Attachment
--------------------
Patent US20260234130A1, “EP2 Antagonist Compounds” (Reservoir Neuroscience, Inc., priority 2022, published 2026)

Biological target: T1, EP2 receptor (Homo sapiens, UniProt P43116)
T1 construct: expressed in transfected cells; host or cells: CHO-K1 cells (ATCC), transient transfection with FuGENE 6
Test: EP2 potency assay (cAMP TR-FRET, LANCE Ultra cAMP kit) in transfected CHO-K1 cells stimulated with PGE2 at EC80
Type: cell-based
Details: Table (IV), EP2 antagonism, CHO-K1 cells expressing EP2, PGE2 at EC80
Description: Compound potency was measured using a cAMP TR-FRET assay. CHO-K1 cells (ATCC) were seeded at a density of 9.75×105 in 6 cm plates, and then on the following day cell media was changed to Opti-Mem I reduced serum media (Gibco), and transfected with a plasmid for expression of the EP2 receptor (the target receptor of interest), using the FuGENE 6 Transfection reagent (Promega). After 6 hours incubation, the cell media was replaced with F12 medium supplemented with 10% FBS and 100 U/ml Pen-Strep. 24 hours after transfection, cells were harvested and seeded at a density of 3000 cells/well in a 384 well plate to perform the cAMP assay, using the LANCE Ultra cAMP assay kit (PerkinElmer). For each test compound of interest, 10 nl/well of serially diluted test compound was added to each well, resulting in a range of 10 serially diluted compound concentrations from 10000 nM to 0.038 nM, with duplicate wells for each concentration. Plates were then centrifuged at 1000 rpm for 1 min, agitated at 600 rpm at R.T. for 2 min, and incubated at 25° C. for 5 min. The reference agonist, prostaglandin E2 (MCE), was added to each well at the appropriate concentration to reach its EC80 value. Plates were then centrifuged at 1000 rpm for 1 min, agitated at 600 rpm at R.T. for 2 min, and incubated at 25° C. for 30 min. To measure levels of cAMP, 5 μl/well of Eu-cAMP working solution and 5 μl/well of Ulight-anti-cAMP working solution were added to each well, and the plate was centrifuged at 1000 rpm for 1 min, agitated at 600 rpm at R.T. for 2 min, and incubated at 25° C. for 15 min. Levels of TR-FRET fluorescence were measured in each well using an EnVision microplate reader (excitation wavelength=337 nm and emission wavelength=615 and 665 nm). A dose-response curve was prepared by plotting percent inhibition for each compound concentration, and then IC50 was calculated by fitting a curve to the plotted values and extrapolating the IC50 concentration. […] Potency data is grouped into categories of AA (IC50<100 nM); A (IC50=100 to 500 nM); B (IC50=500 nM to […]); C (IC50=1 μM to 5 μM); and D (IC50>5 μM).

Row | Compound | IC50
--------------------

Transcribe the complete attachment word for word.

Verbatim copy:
Patent US20260234130A1, “EP2 Antagonist Compounds” (Reservoir Neuroscience, Inc., priority 2022, published 2026)

Biological target: T1, EP2 receptor (Homo sapiens, UniProt P43116)
T1 construct: expressed in transfected cells; host or cells: CHO-K1 cells (ATCC), transient transfection with FuGENE 6
Test: EP2 potency assay (cAMP TR-FRET, LANCE Ultra cAMP kit) in transfected CHO-K1 cells stimulated with PGE2 at EC80
Type: cell-based
Details: Table (IV), EP2 antagonism, CHO-K1 cells expressing EP2, PGE2 at EC80
Description: Compound potency was measured using a cAMP TR-FRET assay. CHO-K1 cells (ATCC) were seeded at a density of 9.75×105 in 6 cm plates, and then on the following day cell media was changed to Opti-Mem I reduced serum media (Gibco), and transfected with a plasmid for expression of the EP2 receptor (the target receptor of interest), using the FuGENE 6 Transfection reagent (Promega). After 6 hours incubation, the cell media was replaced with F12 medium supplemented with 10% FBS and 100 U/ml Pen-Strep. 24 hours after transfection, cells were harvested and seeded at a density of 3000 cells/well in a 384 well plate to perform the cAMP assay, using the LANCE Ultra cAMP assay kit (PerkinElmer). For each test compound of interest, 10 nl/well of serially diluted test compound was added to each well, resulting in a range of 10 serially diluted compound concentrations from 10000 nM to 0.038 nM, with duplicate wells for each concentration. Plates were then centrifuged at 1000 rpm for 1 min, agitated at 600 rpm at R.T. for 2 min, and incubated at 25° C. for 5 min. The reference agonist, prostaglandin E2 (MCE), was added to each well at the appropriate concentration to reach its EC80 value. Plates were then centrifuged at 1000 rpm for 1 min, agitated at 600 rpm at R.T. for 2 min, and incubated at 25° C. for 30 min. To measure levels of cAMP, 5 μl/well of Eu-cAMP working solution and 5 μl/well of Ulight-anti-cAMP working solution were added to each well, and the plate was centrifuged at 1000 rpm for 1 min, agitated at 600 rpm at R.T. for 2 min, and incubated at 25° C. for 15 min. Levels of TR-FRET fluorescence were measured in each well using an EnVision microplate reader (excitation wavelength=337 nm and emission wavelength=615 and 665 nm). A dose-response curve was prepared by plotting percent inhibition for each compound concentration, and then IC50 was calculated by fitting a curve to the plotted values and extrapolating the IC50 concentration. […] Potency data is grouped into categories of AA (IC50<100 nM); A (IC50=100 to 500 nM); B (IC50=500 nM to […]); C (IC50=1 μM to 5 μM); and D (IC50>5 μM).

Row | Compound | IC50